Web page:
What of the principles of necessity and of proportionality? Harmful internal national security intelligence activities are, or ought to be, conducted in accordance with principle of necessity and proportionality. For instance, the use of the method of intrusive surveillance should be necessary in the circumstances, if the desired intelligence is to be acquired, i.e. there is no alternative, less intrusive method available. Moreover, the use of intrusive surveillance in the circumstances should not disproportionately harm innocent third parties.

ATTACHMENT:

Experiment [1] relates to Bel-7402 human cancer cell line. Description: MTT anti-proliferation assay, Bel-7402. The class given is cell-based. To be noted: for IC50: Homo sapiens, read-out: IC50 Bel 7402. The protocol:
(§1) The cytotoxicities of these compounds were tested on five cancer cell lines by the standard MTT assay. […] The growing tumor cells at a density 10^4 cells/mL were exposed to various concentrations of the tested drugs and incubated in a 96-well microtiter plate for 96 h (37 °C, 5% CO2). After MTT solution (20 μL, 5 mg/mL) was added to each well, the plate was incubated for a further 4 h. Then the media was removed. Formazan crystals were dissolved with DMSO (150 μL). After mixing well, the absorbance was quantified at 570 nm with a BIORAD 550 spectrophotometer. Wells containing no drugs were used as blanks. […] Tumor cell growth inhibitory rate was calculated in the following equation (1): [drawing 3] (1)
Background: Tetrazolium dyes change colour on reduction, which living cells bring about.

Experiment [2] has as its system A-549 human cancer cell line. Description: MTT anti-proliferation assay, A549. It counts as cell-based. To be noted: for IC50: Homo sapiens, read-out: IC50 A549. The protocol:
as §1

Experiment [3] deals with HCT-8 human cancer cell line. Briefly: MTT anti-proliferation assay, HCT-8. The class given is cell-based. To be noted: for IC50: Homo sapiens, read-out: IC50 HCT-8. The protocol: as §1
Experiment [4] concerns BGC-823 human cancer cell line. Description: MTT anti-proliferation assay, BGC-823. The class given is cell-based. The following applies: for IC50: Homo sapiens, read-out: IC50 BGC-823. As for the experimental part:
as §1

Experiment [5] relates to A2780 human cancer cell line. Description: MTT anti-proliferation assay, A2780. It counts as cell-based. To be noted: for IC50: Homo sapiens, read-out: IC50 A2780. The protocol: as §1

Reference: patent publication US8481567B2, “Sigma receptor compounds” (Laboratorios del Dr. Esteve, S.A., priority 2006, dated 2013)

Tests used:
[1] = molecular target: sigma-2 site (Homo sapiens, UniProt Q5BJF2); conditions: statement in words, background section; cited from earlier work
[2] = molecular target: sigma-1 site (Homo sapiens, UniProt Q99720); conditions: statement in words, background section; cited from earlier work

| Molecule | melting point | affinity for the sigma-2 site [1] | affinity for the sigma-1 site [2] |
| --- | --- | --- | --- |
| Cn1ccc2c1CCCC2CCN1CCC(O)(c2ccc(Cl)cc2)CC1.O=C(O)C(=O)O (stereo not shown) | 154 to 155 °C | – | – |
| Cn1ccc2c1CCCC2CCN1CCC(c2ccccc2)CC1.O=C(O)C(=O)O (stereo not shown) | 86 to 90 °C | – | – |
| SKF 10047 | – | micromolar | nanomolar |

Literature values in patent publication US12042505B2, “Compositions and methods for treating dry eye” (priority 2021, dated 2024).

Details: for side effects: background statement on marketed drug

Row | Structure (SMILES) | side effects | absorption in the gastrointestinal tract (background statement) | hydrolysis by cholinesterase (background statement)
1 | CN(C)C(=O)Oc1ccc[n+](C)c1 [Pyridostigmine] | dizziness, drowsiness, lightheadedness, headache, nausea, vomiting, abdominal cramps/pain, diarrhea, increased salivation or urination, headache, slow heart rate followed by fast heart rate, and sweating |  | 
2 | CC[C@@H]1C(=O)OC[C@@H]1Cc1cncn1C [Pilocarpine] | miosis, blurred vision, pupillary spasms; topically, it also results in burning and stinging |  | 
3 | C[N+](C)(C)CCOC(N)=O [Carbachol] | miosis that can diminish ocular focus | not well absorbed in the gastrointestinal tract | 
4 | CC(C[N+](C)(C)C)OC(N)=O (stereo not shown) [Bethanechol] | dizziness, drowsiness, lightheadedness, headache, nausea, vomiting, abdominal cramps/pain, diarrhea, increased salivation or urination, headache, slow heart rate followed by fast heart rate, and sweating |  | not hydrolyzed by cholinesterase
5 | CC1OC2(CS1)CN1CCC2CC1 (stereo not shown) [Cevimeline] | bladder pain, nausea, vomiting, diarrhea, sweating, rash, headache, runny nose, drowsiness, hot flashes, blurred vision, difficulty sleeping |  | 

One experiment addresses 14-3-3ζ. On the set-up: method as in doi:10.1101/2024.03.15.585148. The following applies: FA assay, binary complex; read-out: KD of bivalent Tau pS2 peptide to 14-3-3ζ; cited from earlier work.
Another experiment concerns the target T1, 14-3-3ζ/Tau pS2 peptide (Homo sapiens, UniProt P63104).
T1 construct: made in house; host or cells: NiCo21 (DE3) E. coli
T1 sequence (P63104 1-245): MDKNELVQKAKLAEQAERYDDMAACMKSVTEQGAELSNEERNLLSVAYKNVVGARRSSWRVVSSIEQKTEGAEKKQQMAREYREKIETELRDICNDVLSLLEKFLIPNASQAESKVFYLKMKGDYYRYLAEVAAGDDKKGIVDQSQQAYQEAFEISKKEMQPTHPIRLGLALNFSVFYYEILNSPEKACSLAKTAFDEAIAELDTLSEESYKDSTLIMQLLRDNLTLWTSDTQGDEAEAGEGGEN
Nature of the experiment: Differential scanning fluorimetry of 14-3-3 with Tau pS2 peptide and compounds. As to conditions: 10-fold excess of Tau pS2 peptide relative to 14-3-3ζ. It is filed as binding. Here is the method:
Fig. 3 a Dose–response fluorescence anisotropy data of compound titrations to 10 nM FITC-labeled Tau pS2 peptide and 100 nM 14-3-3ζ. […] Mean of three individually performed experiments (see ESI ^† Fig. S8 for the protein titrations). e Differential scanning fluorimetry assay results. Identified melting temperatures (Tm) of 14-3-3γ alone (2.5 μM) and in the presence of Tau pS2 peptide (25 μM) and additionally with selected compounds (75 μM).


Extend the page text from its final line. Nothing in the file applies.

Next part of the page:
Here I note that the principle of necessity is a conflation of two principles: a principle of rationality and a principle of morality. The principle of rationality states that (other things being equal) one ought to perform actions that are the means to one’s ends and if there is a necessary means and, therefore, no alternative means, then one ought to choose it. The principle of morality states that (other things being equal) one ought to minimize harm and, therefore, if there are two equally effective means to some end then one ought to choose the least harmful. Clearly, the ends in play in JWT and JIM are different and so the means will be different. So drawing analogies in respect of the principle of rationality relies on moving to a high level of abstraction. What of the moral principle? Here there is an important substantive difference. For the moral principle in play in such intelligence operations is focused on minimizing harm to the criminal or suspected criminal (as well as to innocent third parties). Here there is a disanalogy with the constitutive moral principle of the principle of military necessity. The moral principle of the principle of military necessity applies when war is already underway and might not have a focus on minimizing harm to enemy combatants in, for instance, an ambush or firefight. Indeed, quite the reverse; it such circumstances it might be focused on maximizing harm to enemy combatants, e.g. if the most effective military strategy is to degrade enemy forces. A related point can be made in respect to the operation of the principle of proportionality. If it was necessary to slaughter most of a much larger enemy force than one’s own in order to win a battle, this would not necessarily be regarded as a disproportionate measure, assuming civilians lives and the lives of one’s own combatants – belonging to the much smaller armed force – were not put at significant risk.